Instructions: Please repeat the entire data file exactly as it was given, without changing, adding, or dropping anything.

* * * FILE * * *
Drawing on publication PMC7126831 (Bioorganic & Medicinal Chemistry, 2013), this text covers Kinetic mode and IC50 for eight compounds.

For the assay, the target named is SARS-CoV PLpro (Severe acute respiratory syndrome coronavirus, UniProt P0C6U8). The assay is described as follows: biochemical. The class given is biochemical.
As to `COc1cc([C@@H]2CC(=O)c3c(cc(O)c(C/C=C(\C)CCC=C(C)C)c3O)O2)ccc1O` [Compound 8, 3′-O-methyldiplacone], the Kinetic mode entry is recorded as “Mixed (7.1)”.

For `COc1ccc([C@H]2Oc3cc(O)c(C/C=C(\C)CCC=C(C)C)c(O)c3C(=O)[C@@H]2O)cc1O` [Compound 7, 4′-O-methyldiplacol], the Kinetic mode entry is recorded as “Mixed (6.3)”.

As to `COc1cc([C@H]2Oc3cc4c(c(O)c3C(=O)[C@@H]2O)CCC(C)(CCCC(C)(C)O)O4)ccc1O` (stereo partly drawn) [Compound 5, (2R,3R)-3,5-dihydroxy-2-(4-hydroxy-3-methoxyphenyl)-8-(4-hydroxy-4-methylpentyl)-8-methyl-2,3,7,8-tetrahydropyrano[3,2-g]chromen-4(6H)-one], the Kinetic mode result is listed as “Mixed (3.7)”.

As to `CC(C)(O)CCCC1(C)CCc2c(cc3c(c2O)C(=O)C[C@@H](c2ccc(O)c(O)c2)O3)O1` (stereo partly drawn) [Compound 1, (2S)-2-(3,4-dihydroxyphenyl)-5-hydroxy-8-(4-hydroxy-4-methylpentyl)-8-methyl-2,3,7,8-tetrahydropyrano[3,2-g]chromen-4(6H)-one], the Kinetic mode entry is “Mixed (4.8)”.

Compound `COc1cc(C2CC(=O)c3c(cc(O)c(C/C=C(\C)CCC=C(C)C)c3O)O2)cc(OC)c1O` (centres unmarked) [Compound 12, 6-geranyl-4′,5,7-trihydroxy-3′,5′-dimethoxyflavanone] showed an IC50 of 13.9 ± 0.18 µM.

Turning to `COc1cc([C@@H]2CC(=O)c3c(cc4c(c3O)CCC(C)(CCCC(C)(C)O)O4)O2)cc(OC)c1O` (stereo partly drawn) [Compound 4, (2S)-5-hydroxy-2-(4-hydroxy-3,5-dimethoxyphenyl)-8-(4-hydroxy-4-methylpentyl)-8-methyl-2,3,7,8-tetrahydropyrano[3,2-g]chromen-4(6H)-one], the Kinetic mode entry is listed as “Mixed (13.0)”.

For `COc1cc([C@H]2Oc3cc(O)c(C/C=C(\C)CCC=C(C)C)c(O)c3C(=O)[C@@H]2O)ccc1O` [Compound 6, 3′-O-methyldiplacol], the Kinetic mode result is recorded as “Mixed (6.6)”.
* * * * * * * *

Drawing on publication PMC7126831 (Bioorganic & Medicinal Chemistry, 2013), this text covers Kinetic mode and IC50 for eight compounds.

For the assay, the target named is SARS-CoV PLpro (Severe acute respiratory syndrome coronavirus, UniProt P0C6U8). The assay is described as follows: biochemical. The class given is biochemical.
As to `COc1cc([C@@H]2CC(=O)c3c(cc(O)c(C/C=C(\C)CCC=C(C)C)c3O)O2)ccc1O` [Compound 8, 3′-O-methyldiplacone], the Kinetic mode entry is recorded as “Mixed (7.1)”.

For `COc1ccc([C@H]2Oc3cc(O)c(C/C=C(\C)CCC=C(C)C)c(O)c3C(=O)[C@@H]2O)cc1O` [Compound 7, 4′-O-methyldiplacol], the Kinetic mode entry is recorded as “Mixed (6.3)”.

As to `COc1cc([C@H]2Oc3cc4c(c(O)c3C(=O)[C@@H]2O)CCC(C)(CCCC(C)(C)O)O4)ccc1O` (stereo partly drawn) [Compound 5, (2R,3R)-3,5-dihydroxy-2-(4-hydroxy-3-methoxyphenyl)-8-(4-hydroxy-4-methylpentyl)-8-methyl-2,3,7,8-tetrahydropyrano[3,2-g]chromen-4(6H)-one], the Kinetic mode result is listed as “Mixed (3.7)”.

As to `CC(C)(O)CCCC1(C)CCc2c(cc3c(c2O)C(=O)C[C@@H](c2ccc(O)c(O)c2)O3)O1` (stereo partly drawn) [Compound 1, (2S)-2-(3,4-dihydroxyphenyl)-5-hydroxy-8-(4-hydroxy-4-methylpentyl)-8-methyl-2,3,7,8-tetrahydropyrano[3,2-g]chromen-4(6H)-one], the Kinetic mode entry is “Mixed (4.8)”.

Compound `COc1cc(C2CC(=O)c3c(cc(O)c(C/C=C(\C)CCC=C(C)C)c3O)O2)cc(OC)c1O` (centres unmarked) [Compound 12, 6-geranyl-4′,5,7-trihydroxy-3′,5′-dimethoxyflavanone] showed an IC50 of 13.9 ± 0.18 µM.

Turning to `COc1cc([C@@H]2CC(=O)c3c(cc4c(c3O)CCC(C)(CCCC(C)(C)O)O4)O2)cc(OC)c1O` (stereo partly drawn) [Compound 4, (2S)-5-hydroxy-2-(4-hydroxy-3,5-dimethoxyphenyl)-8-(4-hydroxy-4-methylpentyl)-8-methyl-2,3,7,8-tetrahydropyrano[3,2-g]chromen-4(6H)-one], the Kinetic mode entry is listed as “Mixed (13.0)”.

For `COc1cc([C@H]2Oc3cc(O)c(C/C=C(\C)CCC=C(C)C)c(O)c3C(=O)[C@@H]2O)ccc1O` [Compound 6, 3′-O-methyldiplacol], the Kinetic mode result is recorded as “Mixed (6.6)”.